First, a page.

Video courtesy of the Department of Health
MANILA — The Philippines' vaccine expert panel (VEP) has given its recommendation to the Food and Drug Administration on whether Sinovac’s COVID-19 vaccines can be used by senior citizens or those 60 years old and above.
The Philippines has so far received 2.5 million doses of COVID-19 vaccines: 525,600 from UK's AstraZeneca and 2 million from China's Sinovac. While AstraZeneca is allowed for elderly use, Sinovac was not given the same recommendation based on its emergency use authorization because of the lack of clinical trial data.
Dr. Rontgene Solante, a member of the VEP and San Lazaro Hospital’s adult infectious diseases division chief, told reporters during a Department of Health briefing that they had to look back at Sinovac’s data as there are few AstraZeneca doses left.
The DOH said Monday that it is waiting for additional data from Sinovac that show that its COVID-19 vaccine is safe and effective for the elderly.
“We just finished the recommendation (for the Food and Drug Administration) the other day,” Solante said. “Finoforward na namin sa (We are forwarding it to the) Department of Health.”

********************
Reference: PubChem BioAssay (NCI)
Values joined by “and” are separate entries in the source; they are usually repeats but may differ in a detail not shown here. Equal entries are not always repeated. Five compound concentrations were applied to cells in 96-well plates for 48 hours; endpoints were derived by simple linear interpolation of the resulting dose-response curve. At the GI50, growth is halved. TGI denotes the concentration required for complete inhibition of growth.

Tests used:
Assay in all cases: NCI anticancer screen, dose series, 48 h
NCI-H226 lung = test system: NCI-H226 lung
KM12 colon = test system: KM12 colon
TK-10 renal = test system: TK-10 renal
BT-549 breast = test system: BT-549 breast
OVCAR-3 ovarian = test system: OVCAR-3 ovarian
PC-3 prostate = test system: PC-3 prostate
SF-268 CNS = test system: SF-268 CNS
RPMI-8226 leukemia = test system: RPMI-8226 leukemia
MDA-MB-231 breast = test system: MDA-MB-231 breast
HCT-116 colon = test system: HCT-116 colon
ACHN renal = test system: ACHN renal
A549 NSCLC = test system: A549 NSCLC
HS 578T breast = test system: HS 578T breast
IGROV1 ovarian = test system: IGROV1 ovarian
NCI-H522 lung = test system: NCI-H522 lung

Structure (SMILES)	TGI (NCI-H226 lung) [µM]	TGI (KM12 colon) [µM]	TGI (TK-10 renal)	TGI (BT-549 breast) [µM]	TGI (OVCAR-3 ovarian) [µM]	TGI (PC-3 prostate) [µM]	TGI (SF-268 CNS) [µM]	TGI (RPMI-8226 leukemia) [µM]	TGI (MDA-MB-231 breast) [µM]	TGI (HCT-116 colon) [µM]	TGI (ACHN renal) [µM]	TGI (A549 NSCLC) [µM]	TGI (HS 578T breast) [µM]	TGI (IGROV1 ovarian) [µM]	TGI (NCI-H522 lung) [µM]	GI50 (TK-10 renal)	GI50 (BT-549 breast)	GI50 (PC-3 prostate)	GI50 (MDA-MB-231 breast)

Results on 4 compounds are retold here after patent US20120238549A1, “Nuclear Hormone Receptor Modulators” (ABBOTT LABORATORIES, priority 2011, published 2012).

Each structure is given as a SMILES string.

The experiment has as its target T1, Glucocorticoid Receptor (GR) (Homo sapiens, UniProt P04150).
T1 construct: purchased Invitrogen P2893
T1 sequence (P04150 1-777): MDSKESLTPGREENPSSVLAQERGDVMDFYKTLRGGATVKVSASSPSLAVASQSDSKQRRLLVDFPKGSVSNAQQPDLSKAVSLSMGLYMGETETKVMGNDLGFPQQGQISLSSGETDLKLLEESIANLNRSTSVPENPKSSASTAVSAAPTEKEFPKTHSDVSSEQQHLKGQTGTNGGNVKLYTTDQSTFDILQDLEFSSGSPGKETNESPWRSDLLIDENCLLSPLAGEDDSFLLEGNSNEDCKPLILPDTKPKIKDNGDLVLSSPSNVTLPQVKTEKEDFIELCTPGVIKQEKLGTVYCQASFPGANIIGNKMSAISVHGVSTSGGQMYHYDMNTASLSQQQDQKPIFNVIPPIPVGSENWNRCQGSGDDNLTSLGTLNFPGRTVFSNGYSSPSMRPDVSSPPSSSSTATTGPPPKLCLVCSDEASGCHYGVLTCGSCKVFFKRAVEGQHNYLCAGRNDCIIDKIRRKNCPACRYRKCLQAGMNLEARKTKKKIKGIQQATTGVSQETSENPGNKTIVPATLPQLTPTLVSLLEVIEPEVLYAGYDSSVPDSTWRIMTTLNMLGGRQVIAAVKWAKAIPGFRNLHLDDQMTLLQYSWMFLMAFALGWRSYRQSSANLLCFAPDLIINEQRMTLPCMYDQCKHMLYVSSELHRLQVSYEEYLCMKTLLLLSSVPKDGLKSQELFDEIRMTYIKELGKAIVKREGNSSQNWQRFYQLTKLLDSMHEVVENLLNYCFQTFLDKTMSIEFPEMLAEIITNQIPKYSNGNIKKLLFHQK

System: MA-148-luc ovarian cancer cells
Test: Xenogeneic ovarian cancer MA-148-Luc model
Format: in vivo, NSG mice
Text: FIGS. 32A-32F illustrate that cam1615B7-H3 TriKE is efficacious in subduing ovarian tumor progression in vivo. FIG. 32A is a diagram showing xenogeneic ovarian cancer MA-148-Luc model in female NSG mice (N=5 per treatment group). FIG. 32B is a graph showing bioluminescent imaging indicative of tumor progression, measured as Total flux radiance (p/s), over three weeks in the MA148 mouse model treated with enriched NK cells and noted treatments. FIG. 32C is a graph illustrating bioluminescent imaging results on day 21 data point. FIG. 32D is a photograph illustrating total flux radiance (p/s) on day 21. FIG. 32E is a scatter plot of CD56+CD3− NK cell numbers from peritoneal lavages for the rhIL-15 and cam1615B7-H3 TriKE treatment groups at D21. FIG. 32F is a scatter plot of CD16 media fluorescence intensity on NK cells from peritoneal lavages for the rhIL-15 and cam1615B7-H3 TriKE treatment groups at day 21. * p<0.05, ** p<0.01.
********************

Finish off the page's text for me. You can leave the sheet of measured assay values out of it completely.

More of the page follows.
But Solante said he could not reveal the recommendations for now and that it is best to wait for the DOH evaluation.
Solante explained that Sinovac’s Brazil clinical trials involving 8,000 participants only had 360 people aged 60 years and above.
“Hindi siya enough to make a conclusion na effective 'yung bakuna sa 60 years old,” he said.
"And that’s why if you remember the FDA, we did not recommend giving the Sinovac to more than 60 years old kasi nga walang data, absence of data.”
(It was not enough to make the conclusion that the vaccine is effective to those 60 years old and above. And that’s why if you remember the FDA, we did not recommend giving the Sinovac to more than 60 years old because of the absence of data.)
He said they looked back at the data and are now monitoring the use of Sinovac for senior citizens in other countries such as China, Indonesia and Turkey.
As of April 3, 795,320 people have received their first dose of vaccines. But with 70 million people targeted to reach herd immunity, many are criticizing the government’s slow rollout of vaccines.